Loner Life in Another World, Vol. 1

By Shoji Goj and booota. Released in Japan as “Hitoribocchi no Isekai Kouryaku” by Overlap Bunko. Released in North America by Seven Seas. Translated by Eric Margolis. Adapted by Veles Svitlychny.

I can’t say I hadn’t been warned. Indeed, that’s the only reason I decided to read the book in the first place. I’m trying to stop reading “I got the worst powers when isekai’d, but it turns out they’re secretly the best” light novel titles, and that’s exactly what this is. The manga was already coming out via Kaiten Books, and I hadn’t read it. But then I heard that the original novel was apparently something of a legend in Japan for being hard to understand and difficult to parse, and that most fans agreed the manga was the way to go. Really, I thought? Now I’m intrigued. And so I picked up this very long book, and started it. About 1/3 through the book, I felt I’d made a mistake. Sure, our loner hero rambles – a LOT – but there wasn’t enough of the comedy I’d heard about to justify reading more. And then he runs into the girls in his class, and the book promptly falls off a cliff while screaming and flapping its arms.

No, that’s not our hero on the cover, as this is in the light novel genre of “why have a guy on the cover when I have so many heroines?”. Our “hero” is Haruka, an eccentric loner who likes to skulk in his class and read. One day his class is transported to another world, but Haruka, familiar with this plot device, leaps up, jumps onto the bookcases in back, and crawls up into the ceiling. This … did not stop him getting isekai’d, but it means he was not transported with the others, and by the time this world’s “god” finds him, well, there are no good skills left. Just a hodgepodge of ones no one wanted. The old “god”, feeling guilty about having Haruka separated from the others, and having trouble dealing with Haruka’s basic personality, gives him ALL the skills left. Including the negative ones. Can he survive as a loner?

God, I hope not, because the parts of the book where he’s by himself are the worst. As I said earlier, he rambles, he’s obnoxious and rude, and he has no common sense, but these things alone do not really separate him from other isekai weirdos we’ve seen before. It’s only when he runs into the 20 girls in his class, fleeing from an event that drove the class apart, that the book really takes off, because Haruka is SO bad at interpersonal skills that it’s almost magic. This is not something he gained from a skill, by the way – he’s called the head of the girls’ group “Class Rep” for the last 11 years despite them having always been in the same class, and in general it’s implied he’s just like this. This allows for the girls to become 20 varieties of tsukkomi (sometimes in unison, which is a trip), and also makes the book far more entertaining, as you keep waiting to see what bullshit he pulls next.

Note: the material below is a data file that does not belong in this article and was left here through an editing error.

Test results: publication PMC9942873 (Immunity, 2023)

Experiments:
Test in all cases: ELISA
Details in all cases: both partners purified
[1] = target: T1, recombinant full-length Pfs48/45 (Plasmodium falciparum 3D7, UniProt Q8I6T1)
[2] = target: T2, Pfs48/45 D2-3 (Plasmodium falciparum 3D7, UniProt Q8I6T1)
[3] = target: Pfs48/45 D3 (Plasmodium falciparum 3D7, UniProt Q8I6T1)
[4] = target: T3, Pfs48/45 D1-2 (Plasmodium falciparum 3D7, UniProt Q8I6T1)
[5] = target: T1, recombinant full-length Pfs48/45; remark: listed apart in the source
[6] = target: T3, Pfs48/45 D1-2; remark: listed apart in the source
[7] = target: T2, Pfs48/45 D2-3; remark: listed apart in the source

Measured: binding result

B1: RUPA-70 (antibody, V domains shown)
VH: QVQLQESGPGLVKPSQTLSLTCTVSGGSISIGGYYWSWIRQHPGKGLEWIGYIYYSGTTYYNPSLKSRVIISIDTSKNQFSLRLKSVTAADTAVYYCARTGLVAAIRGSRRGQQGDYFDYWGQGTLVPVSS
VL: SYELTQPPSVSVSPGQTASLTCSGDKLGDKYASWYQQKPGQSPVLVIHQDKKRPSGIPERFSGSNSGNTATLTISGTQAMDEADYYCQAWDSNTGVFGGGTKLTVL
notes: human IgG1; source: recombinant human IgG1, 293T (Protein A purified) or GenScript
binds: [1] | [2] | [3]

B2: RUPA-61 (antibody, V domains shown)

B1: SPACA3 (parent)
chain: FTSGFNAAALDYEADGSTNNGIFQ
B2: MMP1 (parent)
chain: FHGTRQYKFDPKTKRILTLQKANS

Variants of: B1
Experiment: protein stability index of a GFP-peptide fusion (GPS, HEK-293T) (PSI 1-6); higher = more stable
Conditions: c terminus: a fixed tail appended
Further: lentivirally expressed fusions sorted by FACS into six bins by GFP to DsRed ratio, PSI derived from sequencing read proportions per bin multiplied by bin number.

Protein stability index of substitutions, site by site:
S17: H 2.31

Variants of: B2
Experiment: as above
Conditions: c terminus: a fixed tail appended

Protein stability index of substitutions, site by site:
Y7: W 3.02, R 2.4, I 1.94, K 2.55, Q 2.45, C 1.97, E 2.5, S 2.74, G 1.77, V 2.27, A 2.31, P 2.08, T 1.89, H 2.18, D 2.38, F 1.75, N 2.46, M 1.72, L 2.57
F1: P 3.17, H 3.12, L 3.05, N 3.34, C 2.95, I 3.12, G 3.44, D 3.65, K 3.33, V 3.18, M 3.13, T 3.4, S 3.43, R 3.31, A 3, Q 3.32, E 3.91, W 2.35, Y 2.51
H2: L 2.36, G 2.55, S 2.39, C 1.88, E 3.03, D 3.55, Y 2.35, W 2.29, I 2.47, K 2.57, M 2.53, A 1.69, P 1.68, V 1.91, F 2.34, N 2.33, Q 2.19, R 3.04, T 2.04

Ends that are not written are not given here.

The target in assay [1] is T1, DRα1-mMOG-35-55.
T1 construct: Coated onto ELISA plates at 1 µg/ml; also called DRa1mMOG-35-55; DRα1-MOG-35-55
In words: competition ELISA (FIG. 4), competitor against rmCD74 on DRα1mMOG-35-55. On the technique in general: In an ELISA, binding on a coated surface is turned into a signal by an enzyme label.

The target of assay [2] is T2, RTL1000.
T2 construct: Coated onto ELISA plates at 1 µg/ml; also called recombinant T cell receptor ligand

The book can be hard to parse at times, but that’s by design, as that’s how Haruka is. I think the translators did a fantastic job showing off stream-of-consciousness blabbering and how annoying it can be to everyone around you. The book… is not good, to be honest. Because Haruka refuses to think of his class in anything but their “roles” (Class Rep, mean girls, nerds, etc.) his narration does as well, and so there is a certain Goblin Slayer feel to the characters that I didn’t like in that book either. (It doesn’t help that it’s infectious, and Class Rep herself starts thinking in terms of those roles.) The denouement at the end of the book feels out of absolutely nowhere, with very little buildup from Haruka before it’s over. And, of course, it’s still a book about a schlub of a guy who amasses 20 pretty girls around him who are somewhat devoted to him but also yell at him all the time, which means that it won’t attract the sort of fan who also gets mad at Kirito.

But… there’s just something about it. I spent a lot more time screaming at this book than I have with any light novel in the past year or so. The lead’s lack of ANY sense makes your teeth grind. And… it is pretty funny in that regard. It also, honestly, had far less fanservice than I expected from a genre like this, even leaving aside that he names one of the class “Nudist girl”. It makes me want to read the second book, even though I know it will be like getting slapped in the face with a paper fan over and over again. If you want to read a series that dares you to read it, look no further.

Did you enjoy this article? Consider supporting us.

Speak Your Mind